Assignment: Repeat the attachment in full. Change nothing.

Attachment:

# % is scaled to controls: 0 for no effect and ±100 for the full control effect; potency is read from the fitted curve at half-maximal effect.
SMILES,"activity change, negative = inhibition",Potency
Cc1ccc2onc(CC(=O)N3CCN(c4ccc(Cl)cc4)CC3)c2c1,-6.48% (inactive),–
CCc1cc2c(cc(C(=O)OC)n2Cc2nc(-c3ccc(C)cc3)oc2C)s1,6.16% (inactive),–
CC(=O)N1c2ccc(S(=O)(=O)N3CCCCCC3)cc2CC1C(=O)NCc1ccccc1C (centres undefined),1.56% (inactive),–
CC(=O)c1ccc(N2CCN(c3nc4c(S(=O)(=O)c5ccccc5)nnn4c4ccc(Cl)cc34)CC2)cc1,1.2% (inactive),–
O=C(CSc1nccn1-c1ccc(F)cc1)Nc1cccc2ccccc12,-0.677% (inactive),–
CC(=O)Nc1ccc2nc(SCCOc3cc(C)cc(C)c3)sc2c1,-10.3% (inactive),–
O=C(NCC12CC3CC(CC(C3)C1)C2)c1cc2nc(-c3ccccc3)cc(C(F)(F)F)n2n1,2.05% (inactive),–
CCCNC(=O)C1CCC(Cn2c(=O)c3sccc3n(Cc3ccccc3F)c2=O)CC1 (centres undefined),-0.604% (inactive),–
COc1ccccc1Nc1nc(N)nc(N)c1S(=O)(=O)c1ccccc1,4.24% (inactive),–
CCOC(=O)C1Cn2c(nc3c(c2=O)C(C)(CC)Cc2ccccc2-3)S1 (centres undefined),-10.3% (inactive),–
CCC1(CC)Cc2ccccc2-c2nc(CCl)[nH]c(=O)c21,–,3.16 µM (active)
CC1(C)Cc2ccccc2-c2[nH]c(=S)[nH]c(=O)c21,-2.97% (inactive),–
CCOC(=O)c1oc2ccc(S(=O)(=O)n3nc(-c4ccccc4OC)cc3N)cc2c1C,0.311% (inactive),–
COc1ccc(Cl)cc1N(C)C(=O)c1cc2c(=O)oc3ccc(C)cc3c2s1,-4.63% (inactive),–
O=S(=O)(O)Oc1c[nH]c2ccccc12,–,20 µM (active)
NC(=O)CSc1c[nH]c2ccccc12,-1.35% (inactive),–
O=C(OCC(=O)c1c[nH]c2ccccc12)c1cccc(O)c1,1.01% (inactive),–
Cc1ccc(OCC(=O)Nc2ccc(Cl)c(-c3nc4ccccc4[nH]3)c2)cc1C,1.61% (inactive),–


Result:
# % is scaled to controls: 0 for no effect and ±100 for the full control effect; potency is read from the fitted curve at half-maximal effect.
SMILES,"activity change, negative = inhibition",Potency
Cc1ccc2onc(CC(=O)N3CCN(c4ccc(Cl)cc4)CC3)c2c1,-6.48% (inactive),–
CCc1cc2c(cc(C(=O)OC)n2Cc2nc(-c3ccc(C)cc3)oc2C)s1,6.16% (inactive),–
CC(=O)N1c2ccc(S(=O)(=O)N3CCCCCC3)cc2CC1C(=O)NCc1ccccc1C (centres undefined),1.56% (inactive),–
CC(=O)c1ccc(N2CCN(c3nc4c(S(=O)(=O)c5ccccc5)nnn4c4ccc(Cl)cc34)CC2)cc1,1.2% (inactive),–
O=C(CSc1nccn1-c1ccc(F)cc1)Nc1cccc2ccccc12,-0.677% (inactive),–
CC(=O)Nc1ccc2nc(SCCOc3cc(C)cc(C)c3)sc2c1,-10.3% (inactive),–
O=C(NCC12CC3CC(CC(C3)C1)C2)c1cc2nc(-c3ccccc3)cc(C(F)(F)F)n2n1,2.05% (inactive),–
CCCNC(=O)C1CCC(Cn2c(=O)c3sccc3n(Cc3ccccc3F)c2=O)CC1 (centres undefined),-0.604% (inactive),–
COc1ccccc1Nc1nc(N)nc(N)c1S(=O)(=O)c1ccccc1,4.24% (inactive),–
CCOC(=O)C1Cn2c(nc3c(c2=O)C(C)(CC)Cc2ccccc2-3)S1 (centres undefined),-10.3% (inactive),–
CCC1(CC)Cc2ccccc2-c2nc(CCl)[nH]c(=O)c21,–,3.16 µM (active)
CC1(C)Cc2ccccc2-c2[nH]c(=S)[nH]c(=O)c21,-2.97% (inactive),–
CCOC(=O)c1oc2ccc(S(=O)(=O)n3nc(-c4ccccc4OC)cc3N)cc2c1C,0.311% (inactive),–
COc1ccc(Cl)cc1N(C)C(=O)c1cc2c(=O)oc3ccc(C)cc3c2s1,-4.63% (inactive),–
O=S(=O)(O)Oc1c[nH]c2ccccc12,–,20 µM (active)
NC(=O)CSc1c[nH]c2ccccc12,-1.35% (inactive),–
O=C(OCC(=O)c1c[nH]c2ccccc12)c1cccc(O)c1,1.01% (inactive),–
Cc1ccc(OCC(=O)Nc2ccc(Cl)c(-c3nc4ccccc4[nH]3)c2)cc1C,1.61% (inactive),–